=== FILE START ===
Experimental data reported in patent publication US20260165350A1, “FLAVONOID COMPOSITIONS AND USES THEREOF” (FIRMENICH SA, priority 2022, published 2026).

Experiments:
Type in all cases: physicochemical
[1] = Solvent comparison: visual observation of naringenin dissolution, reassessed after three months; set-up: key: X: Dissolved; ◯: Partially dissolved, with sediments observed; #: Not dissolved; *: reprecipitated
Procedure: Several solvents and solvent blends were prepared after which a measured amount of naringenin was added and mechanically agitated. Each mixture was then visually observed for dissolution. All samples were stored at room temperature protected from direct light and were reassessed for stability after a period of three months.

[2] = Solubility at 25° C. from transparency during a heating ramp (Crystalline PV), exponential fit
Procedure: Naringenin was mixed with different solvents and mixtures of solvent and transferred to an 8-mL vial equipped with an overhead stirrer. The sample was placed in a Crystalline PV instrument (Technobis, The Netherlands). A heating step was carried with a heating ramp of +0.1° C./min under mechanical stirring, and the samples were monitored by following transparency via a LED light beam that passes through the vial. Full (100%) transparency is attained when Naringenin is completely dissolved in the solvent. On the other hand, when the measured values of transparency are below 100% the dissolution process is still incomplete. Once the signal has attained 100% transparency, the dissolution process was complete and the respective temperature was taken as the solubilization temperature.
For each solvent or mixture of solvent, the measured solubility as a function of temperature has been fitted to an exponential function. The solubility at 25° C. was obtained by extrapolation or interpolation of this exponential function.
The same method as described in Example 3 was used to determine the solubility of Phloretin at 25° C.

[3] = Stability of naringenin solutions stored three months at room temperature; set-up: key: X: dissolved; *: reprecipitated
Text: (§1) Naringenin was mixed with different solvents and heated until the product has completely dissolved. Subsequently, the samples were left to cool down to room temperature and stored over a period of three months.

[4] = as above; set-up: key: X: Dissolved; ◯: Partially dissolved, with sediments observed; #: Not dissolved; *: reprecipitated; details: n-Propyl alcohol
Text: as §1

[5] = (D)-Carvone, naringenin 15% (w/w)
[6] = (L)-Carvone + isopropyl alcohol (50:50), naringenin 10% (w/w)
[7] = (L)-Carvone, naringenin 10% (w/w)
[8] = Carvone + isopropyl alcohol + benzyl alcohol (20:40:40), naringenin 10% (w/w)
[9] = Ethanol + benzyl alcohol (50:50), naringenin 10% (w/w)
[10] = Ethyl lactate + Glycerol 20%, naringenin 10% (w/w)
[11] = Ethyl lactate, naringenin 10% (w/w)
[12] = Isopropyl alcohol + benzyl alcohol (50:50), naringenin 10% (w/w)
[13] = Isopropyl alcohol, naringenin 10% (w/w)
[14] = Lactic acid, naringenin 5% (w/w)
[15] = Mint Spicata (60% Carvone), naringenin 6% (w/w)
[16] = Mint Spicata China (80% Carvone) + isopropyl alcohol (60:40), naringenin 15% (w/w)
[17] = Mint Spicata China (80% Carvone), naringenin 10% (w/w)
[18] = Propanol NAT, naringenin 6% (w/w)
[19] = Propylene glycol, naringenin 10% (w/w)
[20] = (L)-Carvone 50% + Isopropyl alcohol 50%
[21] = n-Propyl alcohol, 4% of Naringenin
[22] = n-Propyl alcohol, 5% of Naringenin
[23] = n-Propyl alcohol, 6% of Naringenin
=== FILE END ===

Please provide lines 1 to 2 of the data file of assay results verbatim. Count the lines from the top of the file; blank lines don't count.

Experimental data reported in patent publication US20260165350A1, “FLAVONOID COMPOSITIONS AND USES THEREOF” (FIRMENICH SA, priority 2022, published 2026).

Experiments: